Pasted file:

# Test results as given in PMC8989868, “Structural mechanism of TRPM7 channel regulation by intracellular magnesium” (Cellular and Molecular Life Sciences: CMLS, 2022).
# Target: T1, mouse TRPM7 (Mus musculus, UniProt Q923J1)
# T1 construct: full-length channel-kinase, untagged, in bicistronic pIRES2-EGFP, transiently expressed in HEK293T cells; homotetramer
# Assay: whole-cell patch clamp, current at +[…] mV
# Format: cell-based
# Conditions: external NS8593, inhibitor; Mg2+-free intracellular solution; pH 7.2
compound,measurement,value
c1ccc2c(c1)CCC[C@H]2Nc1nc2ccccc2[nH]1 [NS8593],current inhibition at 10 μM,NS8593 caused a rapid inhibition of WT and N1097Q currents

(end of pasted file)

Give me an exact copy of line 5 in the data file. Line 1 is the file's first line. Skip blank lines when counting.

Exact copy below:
# Format: cell-based